“Our union members have always believed that we should help the most marginalized members of our community,” said Rob Radford, president. “We have a tradition of donating to food distribution networks, women’s shelters and other similar programs.”
But the union representing municipal workers in Whitby asserts that food insecurity is a function of poverty and lack of affordability, which can only be addressed through systemic reforms.
While noting that Feed the Need has distributed 60 per cent more food through the pandemic, Radford emphasized that about 14 per cent of Durham households (66,100 people) were food insecure prior to COVID-19 based on a 2019 government report.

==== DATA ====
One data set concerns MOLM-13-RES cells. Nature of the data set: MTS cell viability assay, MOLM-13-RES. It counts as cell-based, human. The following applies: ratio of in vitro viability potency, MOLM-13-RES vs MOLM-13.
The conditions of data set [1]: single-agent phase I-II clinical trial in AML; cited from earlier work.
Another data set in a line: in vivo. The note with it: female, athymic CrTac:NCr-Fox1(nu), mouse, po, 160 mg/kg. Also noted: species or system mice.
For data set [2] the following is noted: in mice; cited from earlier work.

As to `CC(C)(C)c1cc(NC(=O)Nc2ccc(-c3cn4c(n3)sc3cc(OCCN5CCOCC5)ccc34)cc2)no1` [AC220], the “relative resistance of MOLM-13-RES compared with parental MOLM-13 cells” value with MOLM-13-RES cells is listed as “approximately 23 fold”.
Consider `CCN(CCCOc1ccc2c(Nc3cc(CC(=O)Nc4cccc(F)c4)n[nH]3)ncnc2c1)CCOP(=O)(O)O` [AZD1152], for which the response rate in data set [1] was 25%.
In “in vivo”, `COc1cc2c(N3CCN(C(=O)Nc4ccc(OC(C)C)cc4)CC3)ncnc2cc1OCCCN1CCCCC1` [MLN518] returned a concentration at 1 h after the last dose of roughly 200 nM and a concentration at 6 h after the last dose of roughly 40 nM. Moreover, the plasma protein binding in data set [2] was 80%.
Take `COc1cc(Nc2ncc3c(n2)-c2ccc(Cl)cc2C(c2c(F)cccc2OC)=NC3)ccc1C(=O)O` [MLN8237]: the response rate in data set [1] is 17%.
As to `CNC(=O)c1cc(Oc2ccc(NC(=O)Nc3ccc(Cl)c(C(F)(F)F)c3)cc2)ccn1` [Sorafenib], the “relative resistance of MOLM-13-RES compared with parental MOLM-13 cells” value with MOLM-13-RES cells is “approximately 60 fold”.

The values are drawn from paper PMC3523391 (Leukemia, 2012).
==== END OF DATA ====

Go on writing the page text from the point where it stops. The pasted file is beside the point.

“Charity is nice, but its benefits are limited. It’s not a solution to systemic problems. When we examine food insecurity, it clearly relates to precarious work, inadequate social programs and rising housing costs among other things,” Radford said.
According to the 2019 Durham Region government report, food insecurity most affects social assistance recipients, single parents with children under 25, post-secondary students, and Indigenous and racialized people.
Radford said that all levels of governments must tackle these challenges through major reforms including improving labour laws to prevent exploitation, expanding the social safety net and boosting investment in public services, building affordable housing, and increasing taxes on the wealthiest people.